Mentoring or assisting other American Indians was an integral component of being a role model. When asked about his status as a role model, a male respondent commented: “I think I am. Particularly for those American Indian students in a doctorate program. I’m a role model by interacting. Many have come to know me personally and know my background and, in many ways, it’s similar to their own. A lot of the issues that they are going through in their doctorate programs, I’ve been through. In this regard, I can help them.”
A female college professor also believed that her role model status was witnessed through her personal and academic mentoring: “I think that anybody who has been able to achieve anything that has that high of a standard (as the doctorate) must be a role model. Like my being a professor here. I work with a lot of students, being a mentor. I feel that that’s part of the job of obtaining the doctorate degree. That you are there to share and help others. That you are an example to other Native peoples and to others in education.”
From a more community-based perspective, a male superintendent said, “I think a lot of people consider me a role model. Maybe because I’m the first of their own to be made superintendent. But I identify with these people. I speak their language. I have the same activities as they do. They see me every day.”
A female respondent living on a reservation concluded, “In my home community I think that I am (a role model). I think just by being an example, just by being around and letting young people know that they can do it.”
One respondent commented that being a role model has also served to alter traditionally held perspectives concerning American Indians. With being a role model comes visibility, and with this visibility comes access and influence. A female college president stated that: “People wanted me to be a role model. They expect that from me. And I have used my influence when I do public speaking. I know that people have a very traditional perspective when they think of Indians. I have worked really hard for people to get to know me as an Indian. If they know this, it changes their perspective about Indian people. It’s more about what your spirit is, what your soul is, how you look at your family and community, than if you wear moccasins or not.”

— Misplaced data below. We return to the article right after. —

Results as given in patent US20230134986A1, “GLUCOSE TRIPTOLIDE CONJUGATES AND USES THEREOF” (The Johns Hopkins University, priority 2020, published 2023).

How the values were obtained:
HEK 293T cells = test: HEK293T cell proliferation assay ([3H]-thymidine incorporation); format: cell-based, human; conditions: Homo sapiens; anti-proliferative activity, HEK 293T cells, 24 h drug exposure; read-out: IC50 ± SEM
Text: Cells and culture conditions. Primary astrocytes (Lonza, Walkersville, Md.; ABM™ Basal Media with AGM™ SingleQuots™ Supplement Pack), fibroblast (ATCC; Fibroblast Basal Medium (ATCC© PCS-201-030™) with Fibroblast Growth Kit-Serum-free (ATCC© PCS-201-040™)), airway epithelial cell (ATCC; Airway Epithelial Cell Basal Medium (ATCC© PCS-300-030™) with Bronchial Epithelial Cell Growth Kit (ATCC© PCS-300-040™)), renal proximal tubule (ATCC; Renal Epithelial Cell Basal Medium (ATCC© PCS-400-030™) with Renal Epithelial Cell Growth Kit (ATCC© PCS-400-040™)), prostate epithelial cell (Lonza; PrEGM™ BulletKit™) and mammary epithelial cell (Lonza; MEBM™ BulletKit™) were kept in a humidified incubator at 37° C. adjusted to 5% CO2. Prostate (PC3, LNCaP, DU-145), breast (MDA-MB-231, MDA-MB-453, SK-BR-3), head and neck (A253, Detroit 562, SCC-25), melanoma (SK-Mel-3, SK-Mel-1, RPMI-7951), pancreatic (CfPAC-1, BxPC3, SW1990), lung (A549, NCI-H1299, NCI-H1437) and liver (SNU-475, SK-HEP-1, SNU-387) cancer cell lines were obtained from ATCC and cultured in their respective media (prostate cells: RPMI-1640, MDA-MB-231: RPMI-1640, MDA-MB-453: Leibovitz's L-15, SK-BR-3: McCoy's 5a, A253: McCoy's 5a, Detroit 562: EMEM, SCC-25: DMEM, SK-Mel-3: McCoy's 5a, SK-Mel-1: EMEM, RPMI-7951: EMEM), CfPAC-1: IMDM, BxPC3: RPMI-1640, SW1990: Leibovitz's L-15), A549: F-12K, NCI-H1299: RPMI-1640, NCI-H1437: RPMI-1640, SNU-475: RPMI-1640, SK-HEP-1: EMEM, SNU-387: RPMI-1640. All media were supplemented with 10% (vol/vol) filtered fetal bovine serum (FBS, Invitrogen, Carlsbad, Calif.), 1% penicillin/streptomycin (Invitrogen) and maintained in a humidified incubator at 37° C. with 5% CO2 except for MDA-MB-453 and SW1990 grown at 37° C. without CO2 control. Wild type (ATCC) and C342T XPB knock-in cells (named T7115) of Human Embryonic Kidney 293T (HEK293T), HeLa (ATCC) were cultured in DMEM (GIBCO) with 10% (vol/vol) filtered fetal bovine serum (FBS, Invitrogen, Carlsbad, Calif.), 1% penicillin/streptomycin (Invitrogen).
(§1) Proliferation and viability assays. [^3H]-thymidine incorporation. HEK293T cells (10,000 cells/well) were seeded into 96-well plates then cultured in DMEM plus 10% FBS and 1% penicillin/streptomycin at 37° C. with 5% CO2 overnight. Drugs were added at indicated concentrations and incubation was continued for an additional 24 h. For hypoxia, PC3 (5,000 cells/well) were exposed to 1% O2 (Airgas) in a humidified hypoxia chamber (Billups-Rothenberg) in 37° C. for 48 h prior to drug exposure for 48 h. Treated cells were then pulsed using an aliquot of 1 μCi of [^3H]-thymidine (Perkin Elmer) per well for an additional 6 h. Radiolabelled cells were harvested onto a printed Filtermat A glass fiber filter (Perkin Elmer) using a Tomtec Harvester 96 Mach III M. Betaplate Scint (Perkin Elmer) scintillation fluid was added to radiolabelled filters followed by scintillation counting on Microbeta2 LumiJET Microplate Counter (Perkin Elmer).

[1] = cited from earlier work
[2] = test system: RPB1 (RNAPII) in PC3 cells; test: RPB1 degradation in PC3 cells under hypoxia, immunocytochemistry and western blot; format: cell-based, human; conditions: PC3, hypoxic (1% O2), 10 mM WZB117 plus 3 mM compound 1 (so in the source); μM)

Though one respondent felt “extremely uncomfortable with the label of role model,” he approached the topic from a traditional, selfless perspective: “Am I a role model? I don’t think so. Others may say so, but I really don’t believe in it. At least from a traditional way of viewing things. It’s not what you do or how many letters you have behind your name that defines you. It’s who you are and what you do with your life. I participate a lot in the pow wow culture. I do a lot of stuff in the community that is both important and time consuming. If that is a role model, I couldn’t say. I depend upon other people to say that.”
Some respondents did not consider themselves role models for the American Indian community. One respondent stated, “I don’t promote that I’m Native American. I try to encourage those Native American students here on campus, but I don’t think that I’m a role model . . . in being an Indian.” This sentiment was seconded by a female respondent who said: “No. I’m not a role model for either the Native community as a whole nor Native women in particular. I’m interested, but I would not call myself an advocate. A lot of people don’t know that I’m Native American because I don’t make that big a deal out of it. I don’t go out and wear a big sign that says ‘Native American Woman.’ Students don’t come to me because I’m Native American. I want them to come to me because of what I can do for them, not based on my cultural background.”
Though a few respondents were hesitant to view themselves as role models, the majority of those interviewed both embraced the opportunity and accepted its inherent obligations. One respondent stated, “I welcome the opportunity to be a role model. If I can help just one student or alter one stereotype or false perception, then I’m doing my job.”